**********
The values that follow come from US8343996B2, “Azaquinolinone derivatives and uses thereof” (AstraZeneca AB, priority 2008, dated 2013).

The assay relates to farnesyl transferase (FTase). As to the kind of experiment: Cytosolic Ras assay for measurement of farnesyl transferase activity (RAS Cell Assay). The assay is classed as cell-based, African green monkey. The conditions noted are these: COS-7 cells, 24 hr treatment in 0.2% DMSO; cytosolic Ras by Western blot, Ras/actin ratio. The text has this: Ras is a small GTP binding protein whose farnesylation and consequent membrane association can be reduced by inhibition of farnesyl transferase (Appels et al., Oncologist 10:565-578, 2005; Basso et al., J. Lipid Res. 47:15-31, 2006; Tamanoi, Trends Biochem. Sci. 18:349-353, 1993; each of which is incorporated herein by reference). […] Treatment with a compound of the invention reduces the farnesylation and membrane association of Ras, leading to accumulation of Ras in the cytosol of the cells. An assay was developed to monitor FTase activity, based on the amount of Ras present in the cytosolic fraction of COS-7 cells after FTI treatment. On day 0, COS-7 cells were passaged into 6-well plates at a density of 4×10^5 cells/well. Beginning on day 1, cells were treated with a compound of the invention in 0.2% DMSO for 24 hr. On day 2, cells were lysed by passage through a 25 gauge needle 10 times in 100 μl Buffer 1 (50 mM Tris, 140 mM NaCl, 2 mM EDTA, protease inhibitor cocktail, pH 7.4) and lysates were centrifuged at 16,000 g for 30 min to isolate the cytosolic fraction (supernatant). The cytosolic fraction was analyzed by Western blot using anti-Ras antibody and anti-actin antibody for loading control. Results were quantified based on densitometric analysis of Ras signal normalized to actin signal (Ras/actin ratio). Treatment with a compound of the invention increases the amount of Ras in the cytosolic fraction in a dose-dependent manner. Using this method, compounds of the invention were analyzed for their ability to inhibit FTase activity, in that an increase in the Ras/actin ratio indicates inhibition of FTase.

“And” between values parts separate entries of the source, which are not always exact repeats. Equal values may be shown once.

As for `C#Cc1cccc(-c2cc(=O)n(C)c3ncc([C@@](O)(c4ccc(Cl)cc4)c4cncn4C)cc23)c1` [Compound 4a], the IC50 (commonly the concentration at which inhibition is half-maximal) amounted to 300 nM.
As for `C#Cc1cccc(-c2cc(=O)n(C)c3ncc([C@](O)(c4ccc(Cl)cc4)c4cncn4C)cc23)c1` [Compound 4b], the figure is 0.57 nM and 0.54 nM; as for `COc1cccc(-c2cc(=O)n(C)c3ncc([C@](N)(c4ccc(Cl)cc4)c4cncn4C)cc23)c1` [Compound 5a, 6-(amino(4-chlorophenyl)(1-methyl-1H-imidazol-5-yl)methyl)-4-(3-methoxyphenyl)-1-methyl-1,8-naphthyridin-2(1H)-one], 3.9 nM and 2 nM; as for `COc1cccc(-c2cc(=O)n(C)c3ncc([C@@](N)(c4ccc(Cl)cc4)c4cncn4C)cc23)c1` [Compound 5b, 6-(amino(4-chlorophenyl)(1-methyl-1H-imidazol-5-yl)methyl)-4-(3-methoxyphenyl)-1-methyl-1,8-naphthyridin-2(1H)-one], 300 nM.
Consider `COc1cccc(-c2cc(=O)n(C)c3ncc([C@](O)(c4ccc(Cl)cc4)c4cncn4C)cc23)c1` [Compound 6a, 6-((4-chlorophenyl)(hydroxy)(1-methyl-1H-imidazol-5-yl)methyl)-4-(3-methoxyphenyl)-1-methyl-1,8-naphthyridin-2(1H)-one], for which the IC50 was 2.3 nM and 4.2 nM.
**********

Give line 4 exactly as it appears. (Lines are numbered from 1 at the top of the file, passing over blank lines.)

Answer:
As for `C#Cc1cccc(-c2cc(=O)n(C)c3ncc([C@@](O)(c4ccc(Cl)cc4)c4cncn4C)cc23)c1` [Compound 4a], the IC50 (commonly the concentration at which inhibition is half-maximal) amounted to 300 nM.